Should You Desex Your Pets?

Compare the pros and cons of desexing to decide what’s right for your four-legged friend.

Mar 24, 2023By Donna Hobson
should you desex your pets

Our pets become a part of the family, so we want what’s best for them. However, the internet is so full of conflicting statements and misinformation that it’s sometimes difficult to know what’s right.

Discover the facts behind desexing and what it means for your companion animal. Weigh up the pros and cons, uncover the statistics, and accumulate all the information you need to make the right choice.

What Does Desexing Your Pet Mean?

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Desexing is a surgical procedure where an animal’s sexual organs are removed. For males, the neutering process involves the removal of the testicles. In comparison, female spaying removes the uterus and both ovaries. Ideally, you want to neuter your pet before they are sexually mature. Kittens can get pregnant at around four months old, and puppies at five months. Still, you don’t want to do it too early, or you may risk ligament damage.

Sometimes people avoid desexing their pets because they believe it will be expensive. Still, the ASPCA and other animal charities offer low-cost and accessible options for families who need them.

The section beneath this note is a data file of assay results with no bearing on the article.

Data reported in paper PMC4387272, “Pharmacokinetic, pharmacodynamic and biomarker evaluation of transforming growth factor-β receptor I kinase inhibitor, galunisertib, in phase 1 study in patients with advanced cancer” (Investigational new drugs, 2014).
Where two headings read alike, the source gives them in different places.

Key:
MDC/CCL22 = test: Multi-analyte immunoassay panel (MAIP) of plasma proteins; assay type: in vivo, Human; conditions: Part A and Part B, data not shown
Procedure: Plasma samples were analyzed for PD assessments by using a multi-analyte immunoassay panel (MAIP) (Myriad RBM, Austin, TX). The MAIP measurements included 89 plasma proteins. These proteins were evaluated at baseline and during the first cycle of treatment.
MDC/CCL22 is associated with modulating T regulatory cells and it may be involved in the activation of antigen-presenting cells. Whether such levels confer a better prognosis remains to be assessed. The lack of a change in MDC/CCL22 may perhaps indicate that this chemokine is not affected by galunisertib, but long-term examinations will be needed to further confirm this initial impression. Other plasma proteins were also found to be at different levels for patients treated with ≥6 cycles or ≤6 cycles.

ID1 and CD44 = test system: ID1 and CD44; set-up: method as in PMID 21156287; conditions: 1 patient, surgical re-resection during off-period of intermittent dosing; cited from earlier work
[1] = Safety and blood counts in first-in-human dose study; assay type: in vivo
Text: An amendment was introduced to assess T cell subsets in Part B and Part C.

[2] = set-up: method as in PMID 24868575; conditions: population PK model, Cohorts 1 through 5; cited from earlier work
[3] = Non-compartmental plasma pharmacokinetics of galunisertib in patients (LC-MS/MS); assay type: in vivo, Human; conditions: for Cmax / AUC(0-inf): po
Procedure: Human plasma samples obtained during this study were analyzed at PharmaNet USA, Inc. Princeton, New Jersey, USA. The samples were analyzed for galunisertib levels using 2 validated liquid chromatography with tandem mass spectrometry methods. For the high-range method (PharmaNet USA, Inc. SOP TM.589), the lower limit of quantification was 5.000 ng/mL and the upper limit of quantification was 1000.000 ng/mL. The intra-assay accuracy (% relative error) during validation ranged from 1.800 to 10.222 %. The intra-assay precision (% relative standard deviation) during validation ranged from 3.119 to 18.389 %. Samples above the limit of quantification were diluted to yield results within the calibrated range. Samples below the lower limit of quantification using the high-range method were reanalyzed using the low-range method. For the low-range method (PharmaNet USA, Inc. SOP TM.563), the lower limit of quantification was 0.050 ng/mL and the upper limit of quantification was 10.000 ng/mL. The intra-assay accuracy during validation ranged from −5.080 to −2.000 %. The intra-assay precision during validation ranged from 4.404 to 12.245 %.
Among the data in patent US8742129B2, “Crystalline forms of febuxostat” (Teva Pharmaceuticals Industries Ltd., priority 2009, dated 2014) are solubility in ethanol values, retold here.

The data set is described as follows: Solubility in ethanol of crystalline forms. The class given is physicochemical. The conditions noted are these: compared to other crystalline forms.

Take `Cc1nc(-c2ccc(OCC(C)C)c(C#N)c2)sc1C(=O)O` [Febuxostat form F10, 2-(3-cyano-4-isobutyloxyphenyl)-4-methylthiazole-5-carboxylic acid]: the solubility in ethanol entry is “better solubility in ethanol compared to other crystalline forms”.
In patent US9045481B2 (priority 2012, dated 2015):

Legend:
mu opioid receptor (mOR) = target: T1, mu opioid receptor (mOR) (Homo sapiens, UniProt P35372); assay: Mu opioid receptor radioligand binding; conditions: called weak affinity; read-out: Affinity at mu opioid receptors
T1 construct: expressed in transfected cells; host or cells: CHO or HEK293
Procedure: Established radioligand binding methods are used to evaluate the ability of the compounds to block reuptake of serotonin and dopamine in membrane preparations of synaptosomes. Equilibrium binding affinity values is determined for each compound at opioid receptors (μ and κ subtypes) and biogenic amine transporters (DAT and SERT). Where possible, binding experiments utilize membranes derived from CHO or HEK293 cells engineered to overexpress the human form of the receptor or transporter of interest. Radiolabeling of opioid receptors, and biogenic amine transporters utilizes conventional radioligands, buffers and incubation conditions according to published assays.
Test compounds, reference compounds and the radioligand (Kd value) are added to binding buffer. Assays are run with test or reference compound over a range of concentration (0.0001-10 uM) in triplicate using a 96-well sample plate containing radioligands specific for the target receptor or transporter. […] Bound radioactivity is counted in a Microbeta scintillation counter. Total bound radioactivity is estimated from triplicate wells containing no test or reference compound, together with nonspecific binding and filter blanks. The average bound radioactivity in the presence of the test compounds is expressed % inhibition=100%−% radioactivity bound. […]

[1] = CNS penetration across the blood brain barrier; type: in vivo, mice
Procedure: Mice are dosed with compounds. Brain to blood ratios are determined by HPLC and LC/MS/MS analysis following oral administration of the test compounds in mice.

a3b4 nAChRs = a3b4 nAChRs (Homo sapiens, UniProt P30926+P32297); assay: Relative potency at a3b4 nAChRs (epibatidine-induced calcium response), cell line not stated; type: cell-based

Reasons Why You Should Desex Your Pets

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Whether or not you desex your pets is entirely your own choice. Still, if you choose not to desex them, you’ll need to take responsibility for roaming behaviors and unwanted litters. Here are some reasons you should seriously consider desexing your pets.

The main reason you should get your pets desexed is to prevent the massive number of unwanted animals surrendered to shelters. In the USA alone, roughly 6.3 million animals are taken into the care of nationwide shelters yearly; just under a million sadly face euthanasia. By desexing your pets, you help decrease the number of homeless animals.

And desexing also carries several benefits for your pet, including that desexed animals have been shown to live longer and healthier lives than those who are not. One study demonstrated that neutered male dogs lived 13.8% longer and spayed females 26.3% longer.

Another study of 2.2 million dogs and 460,000 cats concluded that neutered male canines extended their lifespan by 18% while spayed females lived 23% longer. For cats, spayed females lived 39% longer, and neutered males increased their lifespan by a massive 62% (likely because of the reduced roaming behaviors).

This decrease in roaming behaviors minimizes the dangers your pet faces and makes them less likely to get into fights or be exposed to diseases. Also, your pets will not display unwanted behaviors during reproductive cycles, including catcalling, menstruation, or urination marking.

Other health benefits include preventing reproductive organ diseases such as ovarian tumors, testicular tumors, cystic tumors, or uterine infections.

Popular Misconceptions Around Desexing

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When deciding whether or not to desex your pet, you weigh the pros against the cons, but if those “facts” are inaccurate, it can lead to you making a misinformed decision.